Canadian Vehicle Manufacturers’ Association

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Submission to the Consultation on a Modern Copyright Framework for Artificial Intelligence and the Internet of Things

Innovation, Science and Economic Development Canada

September 17, 2021

Brian Kingston
President & Chief Executive Officer
Canadian Vehicle Manufacturers’ Association
222 Queen Street, Suite 1404
Ottawa, ON K1P 5V9

The Canadian Vehicle Manufacturers’ Association (CVMA) and its’ members, Ford Motor Company of Canada, Limited, General Motors of Canada Company, and Stellantis (FCA Canada Inc.) appreciates this opportunity to provide input on the consultation paper, a Modern Copyright Framework for Artificial Intelligence and the Internet of Things.

The CVMA is committed to ongoing collaboration with the government on policies to support automotive innovation including technologies related to automated vehicles (AVs), connected vehicles (CVs), carbon or GHG-reducing vehicle technologies and enhancements to critical vehicle safety and security systems. The automotive sector is a key economic driver, regularly contributing $16 billion to GDP, $42 billion in trade exports and employing 135,000 directly and approximately half a million Canadians indirectly. In 2020/21, CVMA members announced $5.7 billion in investments that will underpin continued innovation and the transition to an electrified vehicle fleet.

Automotive is constantly innovating and developing technologies and enhancements both to provide enhanced safety and security features for consumer and societal benefit as well as in response to regulations, including those under the Canadian Motor Vehicle Safety Act (CMVSA) and the Canadian Environmental Protection Act (CEPA).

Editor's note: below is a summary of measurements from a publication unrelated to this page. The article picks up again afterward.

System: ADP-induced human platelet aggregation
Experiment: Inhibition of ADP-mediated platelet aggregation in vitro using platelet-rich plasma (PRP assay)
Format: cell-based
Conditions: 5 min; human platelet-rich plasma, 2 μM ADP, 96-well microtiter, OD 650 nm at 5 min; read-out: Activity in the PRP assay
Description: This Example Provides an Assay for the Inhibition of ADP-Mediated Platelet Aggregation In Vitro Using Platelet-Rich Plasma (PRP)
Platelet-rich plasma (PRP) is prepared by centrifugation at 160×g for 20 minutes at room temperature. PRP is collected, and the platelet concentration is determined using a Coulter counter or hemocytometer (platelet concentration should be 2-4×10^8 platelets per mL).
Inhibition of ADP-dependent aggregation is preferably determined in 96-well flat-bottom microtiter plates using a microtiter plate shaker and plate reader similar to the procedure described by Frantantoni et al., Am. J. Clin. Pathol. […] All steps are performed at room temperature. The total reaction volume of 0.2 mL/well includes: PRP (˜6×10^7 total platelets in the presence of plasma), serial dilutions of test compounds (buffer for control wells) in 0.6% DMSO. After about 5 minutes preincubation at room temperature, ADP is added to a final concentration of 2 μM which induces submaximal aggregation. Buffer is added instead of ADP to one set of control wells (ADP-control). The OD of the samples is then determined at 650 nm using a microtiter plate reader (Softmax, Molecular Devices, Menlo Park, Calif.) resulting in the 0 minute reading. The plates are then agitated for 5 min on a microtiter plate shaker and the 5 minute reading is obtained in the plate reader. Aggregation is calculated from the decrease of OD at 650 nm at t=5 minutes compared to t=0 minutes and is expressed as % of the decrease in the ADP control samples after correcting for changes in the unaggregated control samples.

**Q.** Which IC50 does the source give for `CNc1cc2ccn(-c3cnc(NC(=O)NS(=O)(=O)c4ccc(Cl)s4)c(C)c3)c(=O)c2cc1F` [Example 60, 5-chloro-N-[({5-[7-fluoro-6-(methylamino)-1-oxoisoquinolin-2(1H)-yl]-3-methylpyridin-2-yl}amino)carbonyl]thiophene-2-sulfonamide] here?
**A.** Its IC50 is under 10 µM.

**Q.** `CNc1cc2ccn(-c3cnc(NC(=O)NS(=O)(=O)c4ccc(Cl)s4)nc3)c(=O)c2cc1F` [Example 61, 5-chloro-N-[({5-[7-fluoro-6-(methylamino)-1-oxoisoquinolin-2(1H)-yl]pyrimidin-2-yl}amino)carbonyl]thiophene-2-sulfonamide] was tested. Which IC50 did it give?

As the government consults on potential updates to the Copyright Act and possible measures to facilitate repair, it will be important to consider the automotive perspective to ensure proposals support continued innovation and mitigate impacts to established mechanisms that support vehicle repair and service. We also note that there is some overlap between this consultation exercise and Bill C-272, tabled in the last session of parliament, intended to legislate certain requirements for the repair of consumer products. We strongly encourage government to ensure automotive is not impacted by legislative proposals that are intended to address gaps in the repair approaches taken by other industries that do not have measures in place. Vehicle systems are complex, and the industry has established an effective model to share technical repair information with the automotive aftermarket to maintain vehicle system integrity and regulatory compliance and to provide flexibility to consumers for choice of where service/repairs are conducted.

We submit the following for careful consideration:

3.2.1 Call for evidence regarding repair

Canadian Automotive Service Information Standard (CASIS)

Automotive is a leading sector in the development and implementation of an effective model to provide access to necessary OEM repair information to the automotive repair and service sector.